One of the last major projects of the Expanded Universe prior to 2014 was the 2013 multimedia project Dawn of the Jedi. It consisted of several volumes of comics, an adult novel, and several short stories. The book's main character was Lanoree Brock, Je'daii Ranger, and it is, to date, chronologically the earliest Star Wars novel story.
One of the fun ways in which Lucasfilm/Del Rey helped expanded the tale was through an exclusive entry on kindlepost.com from April 2013 that took the form an entry from Brock's own log. The kindlepost entry is now only available through cached versions on the internet archive, so it's posted here for posterity (but will be removed if ever made officially available again).
Ironholgs, enter this in my journal, there's a good droid. Okay. Where to begin...
So, the Je'daii Council asked me back to Tython, which meant only one thing –– they had a mission for me. I'm a Ranger, it's to be expected, although the last time they did this I ended up flying out to Ska Gora and getting involved in the Wookie land wars. I thought that was going to be a breeze. It ended ... messily.
But this is different. So very different. The way I see it, there are two reasons they called me back. The first is that the mission is so serious, so delicate, and potentially so deadly that they couldn't risk any form of communication to fill me in. They couldn't transmit the information, even on the Je'daii's own secured channels. They couldn't send anyone – –a droid, a Ranger –– with encrypted files. This had to be face to face.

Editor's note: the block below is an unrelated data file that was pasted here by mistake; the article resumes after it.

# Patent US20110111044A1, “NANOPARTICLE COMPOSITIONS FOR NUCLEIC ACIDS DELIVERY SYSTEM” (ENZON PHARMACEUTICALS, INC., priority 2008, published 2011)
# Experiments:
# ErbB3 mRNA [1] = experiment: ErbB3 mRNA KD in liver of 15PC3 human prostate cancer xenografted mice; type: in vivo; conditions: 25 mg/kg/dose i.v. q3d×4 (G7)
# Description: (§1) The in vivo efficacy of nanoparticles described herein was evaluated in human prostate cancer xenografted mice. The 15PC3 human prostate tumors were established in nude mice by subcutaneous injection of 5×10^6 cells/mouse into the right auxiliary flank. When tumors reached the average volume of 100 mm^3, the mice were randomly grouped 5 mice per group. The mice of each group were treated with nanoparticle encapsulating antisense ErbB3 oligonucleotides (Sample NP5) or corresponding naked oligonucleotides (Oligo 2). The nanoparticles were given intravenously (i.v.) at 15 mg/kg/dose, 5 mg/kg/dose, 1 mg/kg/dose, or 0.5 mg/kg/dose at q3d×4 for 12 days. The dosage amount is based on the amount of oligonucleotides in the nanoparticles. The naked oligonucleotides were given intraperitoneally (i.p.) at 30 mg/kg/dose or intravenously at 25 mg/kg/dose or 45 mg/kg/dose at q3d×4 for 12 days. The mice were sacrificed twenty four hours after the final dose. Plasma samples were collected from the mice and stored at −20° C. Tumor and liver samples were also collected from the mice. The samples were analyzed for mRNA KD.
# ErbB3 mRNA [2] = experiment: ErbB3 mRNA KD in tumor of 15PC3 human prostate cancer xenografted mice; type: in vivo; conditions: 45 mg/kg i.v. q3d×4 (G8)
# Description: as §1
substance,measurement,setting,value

And when I met them in the valley, even that meeting was done in extreme secrecy. Strange to see the Council like that. Almost as if they were scared.
The second reason they chose me is just how personal this mission is to me.
At first, I thought the latter might compromise the former. But I've had time to let it sink in. I've had time to dwell on the past –– those early years on Tython with my dear brother Dal, and the later years without him –– and I can see why the Je'daii Council are so wise.
The danger of the mission and its personal aspect are so intertwined that they couldn't choose anyone else. It's me. It always had to be me.
They say a Je'daii's training is what makes them the person they are, and in some respects that's true. My journey across Tython shaped me. I found my true calling at Anil Kesh, the Je'daii Temple of Science. There I learned to temper my doubts and channel my talents. There I first discovered the alchemy of flesh.
But it was I who made that long, ultimately tragic journey that really formed the person I am now.
So now I'm embarking on my new mission. First stop will be Kalimahr. I've been told to meet a Twi'lek called Tre Sana there. I'm told he will help me. And already I'm unsettled. I'm used to dealing with non-Tythans, but for something as sensitive as this? Why is there something a Twi'lek can tell me that the Council cannot?
Not the best way to start a mission, eh, Ironholgs? In mystery. In darkness.
Nevertheless, I returned to Tython with peace of mind, and now I'm leaving again with a great weight bearing down on me. A personal pressure the likes of which I never thought I'd have to face. And such a danger for the whole Tythan system.
I feel that I'm about to test every moment of training I've ever undertaken.
But that's fine, Ironholgs. I'll have you with me, grumpy droid that you are. I have my Peacemaker ship, refined and customized to my liking. Faster engine. Bigger guns.
And I have the Force. Whatever happens, whatever I'm about to face –– and whoever I might meet––the Force is always there.
Set course for Kalimahr. And may the Force go with me.
Je'daii Ranger Lanoree Brock, signing off.
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Matt Wilkins' Dawn of the Jedi review